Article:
Boeing CEO Hammered by Questions in the Senate

By: David Donovan | Published: Jun 19, 2024

A Senate panel slammed Boeing CEO Dave Calhoun on Tuesday for the company’s safety and quality issues, a slew of whistleblower allegations of company retaliation and corner-cutting, and his own compensation package.

Calhoun, who said in Spring that he will step down near year’s end, supported the planemaker’s activities to attempt to further develop manufacturing quality and to fix its marred safety reputation directly following a midair door-panel blowout on an Alaskan Airlines trip in January.

Calhoun Replacement

The organization has still not named a trade for Calhoun, who took over after its past chief was removed for the treatment of two lethal Boeing crashes.

Boeing's offices in Arlington County, Virginia, the corporate headquarters of the company as of 2022.

Flickr user mr_t_77

Calhoun stated: “Much has been said about Boeing’s culture. We’ve heard those concerns loud and clear. Our culture is far from perfect, but we are taking action and making progress.”


Whistleblower Claims

Hours before the meeting the Senate subcommittee delivered whistleblower claims on Tuesday from Sam Mohawk, a quality-assurance investigator at Boeing, claiming the organization forgot about parts that were damaged or not up to scratch and that “those parts are likely being installed on airplanes.”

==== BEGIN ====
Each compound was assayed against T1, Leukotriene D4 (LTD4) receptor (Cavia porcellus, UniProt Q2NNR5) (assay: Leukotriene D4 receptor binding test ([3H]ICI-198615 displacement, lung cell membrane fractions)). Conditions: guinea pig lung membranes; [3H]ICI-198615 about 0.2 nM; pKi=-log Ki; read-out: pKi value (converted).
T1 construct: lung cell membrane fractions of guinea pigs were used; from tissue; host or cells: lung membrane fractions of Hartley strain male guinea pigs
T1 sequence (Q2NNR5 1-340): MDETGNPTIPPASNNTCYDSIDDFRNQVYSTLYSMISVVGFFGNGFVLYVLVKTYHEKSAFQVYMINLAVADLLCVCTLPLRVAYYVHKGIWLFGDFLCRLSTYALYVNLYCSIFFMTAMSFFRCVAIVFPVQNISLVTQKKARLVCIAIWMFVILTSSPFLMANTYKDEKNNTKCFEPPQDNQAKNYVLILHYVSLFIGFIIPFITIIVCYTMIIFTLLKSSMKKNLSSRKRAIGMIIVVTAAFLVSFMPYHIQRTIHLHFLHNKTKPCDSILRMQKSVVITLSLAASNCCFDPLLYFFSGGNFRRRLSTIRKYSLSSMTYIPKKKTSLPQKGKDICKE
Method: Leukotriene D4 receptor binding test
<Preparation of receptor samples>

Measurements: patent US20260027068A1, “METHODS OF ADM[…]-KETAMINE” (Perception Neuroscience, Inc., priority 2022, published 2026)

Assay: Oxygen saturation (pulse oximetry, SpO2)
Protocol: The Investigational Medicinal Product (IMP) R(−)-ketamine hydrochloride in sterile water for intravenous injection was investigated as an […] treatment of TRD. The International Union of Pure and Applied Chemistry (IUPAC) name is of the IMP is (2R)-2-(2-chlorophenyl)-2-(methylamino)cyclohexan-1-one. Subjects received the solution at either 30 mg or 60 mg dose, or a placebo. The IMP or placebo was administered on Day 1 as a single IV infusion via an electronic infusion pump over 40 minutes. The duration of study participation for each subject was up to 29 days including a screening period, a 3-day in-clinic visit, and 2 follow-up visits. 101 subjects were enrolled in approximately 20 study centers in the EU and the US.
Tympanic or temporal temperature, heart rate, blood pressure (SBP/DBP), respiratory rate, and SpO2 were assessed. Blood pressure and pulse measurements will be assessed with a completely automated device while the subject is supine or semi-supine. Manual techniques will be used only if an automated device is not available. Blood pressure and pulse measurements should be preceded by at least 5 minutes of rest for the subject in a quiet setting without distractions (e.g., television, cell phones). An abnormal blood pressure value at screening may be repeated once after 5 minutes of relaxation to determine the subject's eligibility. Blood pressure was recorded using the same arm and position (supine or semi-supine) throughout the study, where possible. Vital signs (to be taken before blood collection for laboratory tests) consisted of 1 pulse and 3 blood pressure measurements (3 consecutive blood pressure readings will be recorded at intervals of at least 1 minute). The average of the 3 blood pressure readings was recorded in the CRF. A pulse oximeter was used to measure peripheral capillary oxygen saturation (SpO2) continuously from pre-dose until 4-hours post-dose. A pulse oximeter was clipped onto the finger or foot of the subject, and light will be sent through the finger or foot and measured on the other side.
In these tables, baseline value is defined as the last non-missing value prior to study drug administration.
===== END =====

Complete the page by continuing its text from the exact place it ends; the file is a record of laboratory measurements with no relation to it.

Secretary Geithner toured a Boeing 737 plant in Renton, WA on May 18, 2010.

Flickr user U.S. Department of the Treasury

Mohawk flagged components that were produced at Boeing’s Renton, Washington, plant, where the company manufactures its most popular 737 Max.

Retaliation Target

A memo that was distributed by the committee on Tuesday stated that Mohawk claimed he was the target of retaliation and that supervisors instructed him to conceal evidence from the Federal Aviation Administration. 

site of Boeing widebody assembly, 747, 777, 787 in Everett Plant

Flickr user Maurice King

According to the memo, Mohawk alleged in claims with the Occupational Safety and Health Administration that dozens of crucial components, including 42 rudders, winglets, and stabilizers, were stored outside during an FAA inspection.

Mohawk’s Complaint

According to Mohawk’s complaint, which the subcommittee also made public, Boeing issued a written warning against Mohawk stating that he engaged in “unacceptable/disruptive behavior or communication.” 

On February 17, 2017, Boeing South Carolina in North Charleston, SC rolled out the first 787-10. US President Donald Trump (POTUS) was in attendance at the ceremony.

Flickr user North Charleston

It said he could be “discharged” if his behavior continued. Mohawk also said that during his shift, the company cut back on staff, making it harder to finish things.

Boeing Response

The company received the claims on Monday night and is reviewing them, according to a Boeing spokeswoman.

Two engineers adjusting a piece of plane equipment

X user Boeing

According to her: “We continuously encourage employees to report all concerns as our priority is to ensure the safety of our airplanes and the flying public.”


Report Increases